Cambridge University Press & Assessment won the Award in each of its first two years. Judges liked its combination of big-picture work, like signing the UN Global Compact and thorough analysis of Scope 1, 2 and 3 emissions, and smaller in-house projects like a ‘Climate Café’ and allotments. “They’ve got every base covered. Sustainability goes right through the business, and you get the impression they’re properly committed to improving in every area.”

Nosy Crow is shortlisted for its work to cut the environmental impacts of its book production and travel, and for playing a leading role in cross-industry sustainability initiatives. Judges particularly liked how the company is urging partners in manufacturing, distribution and elsewhere to reach its same high standards. “This is really good strategic and tactical work on sustainability. It’s well informed and well thought through, and is at the core of their messaging.”

Quarto is nominated for its Ivy Kids imprint, which has set new sustainability standards in publishing. As well as cutting environmental impacts in production and many other processes, it has highlighted issues to consumers. “Ivy Kids has done something very special by putting sustainability right at the core of its purpose,” said the judges. “It’s ambitious and bold and should encourage others in publishing to step up to the plate as well.”

Zebralution Audio Award

Boldwood Books has made audio a key component of its format-neutral approach. It has published every one of its 200+ titles to date in digital and physical audio, and sold it well across digital retailers, streaming platforms, subscription services and libraries. Judges also admired its marketing initiatives including samplers, podcasts and book club partnerships. “Audio is tightly woven into everything Boldwood does,” judges said.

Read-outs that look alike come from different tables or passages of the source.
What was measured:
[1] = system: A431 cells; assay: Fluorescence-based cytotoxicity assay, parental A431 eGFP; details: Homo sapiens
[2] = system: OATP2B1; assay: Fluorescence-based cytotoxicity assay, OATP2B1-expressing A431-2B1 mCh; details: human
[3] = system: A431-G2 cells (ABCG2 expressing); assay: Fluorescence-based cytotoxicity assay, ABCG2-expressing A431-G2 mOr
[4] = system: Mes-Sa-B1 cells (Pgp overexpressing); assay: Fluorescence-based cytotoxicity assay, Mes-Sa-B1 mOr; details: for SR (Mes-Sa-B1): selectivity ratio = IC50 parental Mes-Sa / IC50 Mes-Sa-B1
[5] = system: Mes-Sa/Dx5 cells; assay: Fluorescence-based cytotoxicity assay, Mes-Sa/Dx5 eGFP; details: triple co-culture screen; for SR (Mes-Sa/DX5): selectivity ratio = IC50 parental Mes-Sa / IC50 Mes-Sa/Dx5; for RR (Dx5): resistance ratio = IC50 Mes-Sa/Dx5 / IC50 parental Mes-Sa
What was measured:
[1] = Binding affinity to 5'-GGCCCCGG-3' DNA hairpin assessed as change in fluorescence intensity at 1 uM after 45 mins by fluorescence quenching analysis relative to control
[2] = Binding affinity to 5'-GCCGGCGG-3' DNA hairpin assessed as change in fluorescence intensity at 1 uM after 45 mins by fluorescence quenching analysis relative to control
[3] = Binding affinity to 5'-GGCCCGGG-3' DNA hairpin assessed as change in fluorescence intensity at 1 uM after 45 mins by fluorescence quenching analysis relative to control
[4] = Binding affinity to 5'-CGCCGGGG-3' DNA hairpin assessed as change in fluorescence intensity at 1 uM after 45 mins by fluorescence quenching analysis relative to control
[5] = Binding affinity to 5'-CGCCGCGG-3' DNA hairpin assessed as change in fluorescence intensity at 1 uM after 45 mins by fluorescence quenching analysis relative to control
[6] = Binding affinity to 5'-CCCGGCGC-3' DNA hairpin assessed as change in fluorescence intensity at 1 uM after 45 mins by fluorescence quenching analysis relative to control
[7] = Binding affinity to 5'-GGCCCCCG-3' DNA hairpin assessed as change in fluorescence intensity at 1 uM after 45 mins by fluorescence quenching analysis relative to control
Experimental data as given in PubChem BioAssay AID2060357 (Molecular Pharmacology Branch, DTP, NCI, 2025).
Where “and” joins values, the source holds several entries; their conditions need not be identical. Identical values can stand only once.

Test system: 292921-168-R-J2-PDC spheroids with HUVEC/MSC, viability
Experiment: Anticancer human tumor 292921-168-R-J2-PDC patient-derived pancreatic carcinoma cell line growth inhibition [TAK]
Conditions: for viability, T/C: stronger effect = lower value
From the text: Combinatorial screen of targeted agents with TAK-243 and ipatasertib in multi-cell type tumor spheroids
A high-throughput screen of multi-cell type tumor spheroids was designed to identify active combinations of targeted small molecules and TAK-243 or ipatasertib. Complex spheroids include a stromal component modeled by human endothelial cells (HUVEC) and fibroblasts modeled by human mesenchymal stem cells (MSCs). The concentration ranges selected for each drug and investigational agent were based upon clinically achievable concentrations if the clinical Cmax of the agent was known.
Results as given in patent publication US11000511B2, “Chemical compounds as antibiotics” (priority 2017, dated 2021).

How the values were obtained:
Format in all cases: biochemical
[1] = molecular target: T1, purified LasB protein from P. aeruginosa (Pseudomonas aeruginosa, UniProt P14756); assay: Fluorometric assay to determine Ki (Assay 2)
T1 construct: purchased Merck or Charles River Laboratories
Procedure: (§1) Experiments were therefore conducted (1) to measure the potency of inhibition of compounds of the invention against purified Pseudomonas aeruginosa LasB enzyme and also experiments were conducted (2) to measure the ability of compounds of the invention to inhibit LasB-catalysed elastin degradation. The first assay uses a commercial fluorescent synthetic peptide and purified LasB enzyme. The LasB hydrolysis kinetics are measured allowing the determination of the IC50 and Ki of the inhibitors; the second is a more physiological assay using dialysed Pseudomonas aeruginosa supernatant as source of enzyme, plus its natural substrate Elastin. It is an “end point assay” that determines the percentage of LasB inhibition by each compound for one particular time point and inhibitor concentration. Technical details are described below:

Faber is shortlisted for its work on Beautiful World, Where Are You by Sally Rooney. Judges liked the professionalism of its production work, the extensive marketing campaign that gave the audio version equal billing to the print and ebook editions, and the excellent sales figures. “This was a really ambitious project that shows how exciting the audio format has become for publishers,” said the judges.

Nosy Crow is shortlisted for its Stories Aloud initiative, which bundles free digital audio with print books via a QR code on the inside cover. Judges liked the way it makes picture books even more accessible to children and parents, especially for English language learning and those with literacy difficulties or disabilities. “This is a brilliant example of how audio can enhance printed content… it’s also a great marketing tool that builds the Nosy Crow brand.”

Virtusales Metadata Award

Burleigh Dodds Science Publishing uses metadata to underpin every aspect of its sales and marketing—not just for full titles but for all the content it repackages. It also makes good use of metadata outflows, like AI sheets and data insights. “Burleigh Dodds put metadata at the core of the business right from the start, and it’s seen the benefits of its investment ever since,” judges said. “You can see the impact on discoverability in all its channels.”

Hardie Grant showed its commitment to metadata by appointing a specialist manager in 2021, leading to substantial improvements and a direct correlation with sales, especially online. It filled in gaps in data across its big backlist, established high standards for new titles, and sought ways to automate more tasks. Judges particularly liked the way it has demystified aspects of metadata across the business. “This shows real dedication to get better and better.”

Kogan Page has been a leader in publishing metadata for some time now, but it redoubled efforts to make it a key operational focus in 2021. Good planning and procedures ensured it was scrupulously accurate and updated, and it made improvements on accessibility elements in particular. “Kogan Page sets very high standards on metadata, and it has a material impact on sales and improved relationships with retailers and supply chain partners.”